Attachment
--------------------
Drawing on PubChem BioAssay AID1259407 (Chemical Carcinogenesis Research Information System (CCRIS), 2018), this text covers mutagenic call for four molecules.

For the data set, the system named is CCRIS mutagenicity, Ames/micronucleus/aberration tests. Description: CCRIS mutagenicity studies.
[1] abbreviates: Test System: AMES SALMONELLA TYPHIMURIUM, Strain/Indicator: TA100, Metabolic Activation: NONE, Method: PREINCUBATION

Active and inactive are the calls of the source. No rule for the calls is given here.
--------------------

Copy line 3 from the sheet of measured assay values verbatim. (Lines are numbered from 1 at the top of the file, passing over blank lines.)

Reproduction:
[1] abbreviates: Test System: AMES SALMONELLA TYPHIMURIUM, Strain/Indicator: TA100, Metabolic Activation: NONE, Method: PREINCUBATION